From local pioneers to cutting-edge newbies, the breweries of Utah’s capital city are serving up creative and unmatched handcrafted beers — no matter the limits.
Salt Lake City is well-known as a center of deep faith and for its proximity to ski paradises and the natural wonders of the American West. But Utah’s capital city is not historically known for high-octane craft beer. That started to change in 2009 when the state revised its alcoholic beverage regulations. Breweries were at last permitted to serve this “strong beer” — brews that exceed 4 percent alcohol by volume — directly to consumers. While grocery stores don’t allow it, and while it can also be tricky for taprooms that offer samples, these drawbacks have not hindered brewers’ creativity. Salt Lake City offers a jaw-dropping, wondrous selection of these lively, potent potables. It’s a vibrant, creative, and welcoming scene to which we raise our glasses. Here’s a handful of our favorites.
First Public Pour: 2017
Specialty Suds: Session ales
Beer to Cheer: Amber ale
One of the youngest breweries in Salt Lake City (opened last October), Kiitos is also one of the most ambitious and downright grateful. The brewery’s name translates from the Finnish word for “thank you” and the label art is Nordic in inspiration, all a nod to co-owner Andrew Dasenbrock’s family, who emigrated from Finland. Kiitos shows its innovation in the region with a whiz-bang contraption called a high-efficiency brewing system. The rig allows the brewers to control every step of the process while reducing use of resources (e.g., water). “We can move things up 0.1 or 0.2 degrees,” Dasenbrock says. “The system uses 40 percent less water than traditional brewing systems.” What does it do for the beer? Kiitos can produce higher-quality beer consistently, Dasenbrock explains. A favorite is the Amber Ale, a medium-bodied, caramel-flavored thirst-quencher coming in at 4 percent ABV. It’s an ideal high-desert session beer perfect for sharing with friends. kiitosbrewing.com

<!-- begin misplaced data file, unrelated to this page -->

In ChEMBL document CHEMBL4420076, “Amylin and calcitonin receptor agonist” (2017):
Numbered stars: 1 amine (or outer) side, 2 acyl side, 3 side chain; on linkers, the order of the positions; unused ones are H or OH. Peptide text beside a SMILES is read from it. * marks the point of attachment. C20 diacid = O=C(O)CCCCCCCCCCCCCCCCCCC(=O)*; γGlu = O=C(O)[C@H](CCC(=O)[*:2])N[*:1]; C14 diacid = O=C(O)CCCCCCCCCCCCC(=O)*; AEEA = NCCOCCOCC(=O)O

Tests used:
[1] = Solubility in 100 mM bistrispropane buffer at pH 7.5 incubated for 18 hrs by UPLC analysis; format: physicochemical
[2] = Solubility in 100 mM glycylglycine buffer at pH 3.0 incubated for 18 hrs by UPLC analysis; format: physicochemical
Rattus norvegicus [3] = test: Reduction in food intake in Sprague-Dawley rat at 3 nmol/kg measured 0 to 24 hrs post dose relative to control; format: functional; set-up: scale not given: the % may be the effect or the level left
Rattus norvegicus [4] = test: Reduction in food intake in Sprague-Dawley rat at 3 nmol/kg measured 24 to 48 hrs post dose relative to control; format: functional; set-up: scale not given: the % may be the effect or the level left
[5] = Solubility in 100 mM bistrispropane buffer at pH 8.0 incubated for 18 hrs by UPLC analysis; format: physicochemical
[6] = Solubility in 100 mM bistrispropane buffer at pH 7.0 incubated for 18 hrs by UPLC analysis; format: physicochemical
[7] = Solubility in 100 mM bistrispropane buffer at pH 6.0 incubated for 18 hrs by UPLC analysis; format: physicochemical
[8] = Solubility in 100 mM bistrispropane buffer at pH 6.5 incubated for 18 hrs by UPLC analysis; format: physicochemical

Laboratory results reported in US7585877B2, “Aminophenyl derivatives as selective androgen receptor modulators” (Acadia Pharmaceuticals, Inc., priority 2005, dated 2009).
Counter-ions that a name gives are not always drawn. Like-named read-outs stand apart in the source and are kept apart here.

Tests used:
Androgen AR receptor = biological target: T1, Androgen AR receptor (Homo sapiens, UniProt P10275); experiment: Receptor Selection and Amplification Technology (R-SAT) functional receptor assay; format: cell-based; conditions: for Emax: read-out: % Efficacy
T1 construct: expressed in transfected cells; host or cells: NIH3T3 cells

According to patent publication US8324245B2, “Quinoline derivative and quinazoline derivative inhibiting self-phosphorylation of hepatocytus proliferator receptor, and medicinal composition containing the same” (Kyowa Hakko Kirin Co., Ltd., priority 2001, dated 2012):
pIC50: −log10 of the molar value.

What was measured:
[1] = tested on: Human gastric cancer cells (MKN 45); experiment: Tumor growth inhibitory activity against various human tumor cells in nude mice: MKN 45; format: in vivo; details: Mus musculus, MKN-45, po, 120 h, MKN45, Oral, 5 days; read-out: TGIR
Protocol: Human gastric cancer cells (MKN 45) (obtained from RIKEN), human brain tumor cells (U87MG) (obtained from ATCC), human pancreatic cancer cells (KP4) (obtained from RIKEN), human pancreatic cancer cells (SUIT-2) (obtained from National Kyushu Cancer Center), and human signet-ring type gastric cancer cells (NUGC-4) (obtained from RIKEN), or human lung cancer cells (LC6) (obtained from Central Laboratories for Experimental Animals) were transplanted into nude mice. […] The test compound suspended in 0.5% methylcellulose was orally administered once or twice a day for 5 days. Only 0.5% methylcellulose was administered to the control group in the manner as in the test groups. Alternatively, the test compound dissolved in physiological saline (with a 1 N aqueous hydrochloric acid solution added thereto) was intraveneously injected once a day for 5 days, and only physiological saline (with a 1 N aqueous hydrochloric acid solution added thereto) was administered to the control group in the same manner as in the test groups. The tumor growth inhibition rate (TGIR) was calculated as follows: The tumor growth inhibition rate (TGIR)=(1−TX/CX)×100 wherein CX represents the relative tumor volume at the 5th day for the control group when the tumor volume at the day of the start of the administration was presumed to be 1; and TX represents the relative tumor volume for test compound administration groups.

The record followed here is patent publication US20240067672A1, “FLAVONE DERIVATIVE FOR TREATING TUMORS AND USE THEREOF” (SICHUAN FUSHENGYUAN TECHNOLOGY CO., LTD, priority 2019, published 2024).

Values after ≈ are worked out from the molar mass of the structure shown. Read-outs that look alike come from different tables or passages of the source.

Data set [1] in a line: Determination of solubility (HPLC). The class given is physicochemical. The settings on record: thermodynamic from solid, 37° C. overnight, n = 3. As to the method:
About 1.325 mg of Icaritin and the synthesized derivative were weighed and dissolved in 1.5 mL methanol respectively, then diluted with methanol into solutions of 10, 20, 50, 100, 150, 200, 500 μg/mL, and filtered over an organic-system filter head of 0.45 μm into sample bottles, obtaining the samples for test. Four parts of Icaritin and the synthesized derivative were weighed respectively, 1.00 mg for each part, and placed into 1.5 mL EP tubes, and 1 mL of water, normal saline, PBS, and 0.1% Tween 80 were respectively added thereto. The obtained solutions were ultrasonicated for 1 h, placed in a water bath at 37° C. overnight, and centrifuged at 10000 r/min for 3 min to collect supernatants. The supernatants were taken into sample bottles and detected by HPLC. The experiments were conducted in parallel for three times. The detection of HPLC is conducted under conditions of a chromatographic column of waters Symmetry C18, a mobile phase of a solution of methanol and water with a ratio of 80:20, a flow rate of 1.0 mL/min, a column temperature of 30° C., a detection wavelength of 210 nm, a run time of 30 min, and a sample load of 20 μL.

Fisher Brewing Co.
First Public Pours: 1884, 2017
Specialty Suds: Ales & lagers
Beer to Cheer: Wasatch Community Gardens Beet Saison
It makes sense that the retro fish-and-hops-cone logo resembles something that could’ve been on the label of your grandpa’s favorite lager. Fisher’s lager likely floats in the memory pool of many who grew up in the West. The original A. Fisher Brewing Company was established in 1884 by Albert Fisher. It weathered Prohibition to become one of the largest breweries in the West but shuttered in 1967. More than 50 years later, Albert’s great-great-grandson Tom Fisher Riemondy and his partners reestablished Fisher as an employee-owned, community-focused suds operation. The manifestation of that mission is savored in the popular Wasatch Community Gardens Beet Saison, an invigorating pour that sips like you’re licking a wet gardening spade — but in a good way. fisherbeer.com
Proper Brewing Co.
First Public Pour: 2013
Specialty Suds: Classic British and Belgian Ales
Beer to Cheer: Proper Beer Golden Ale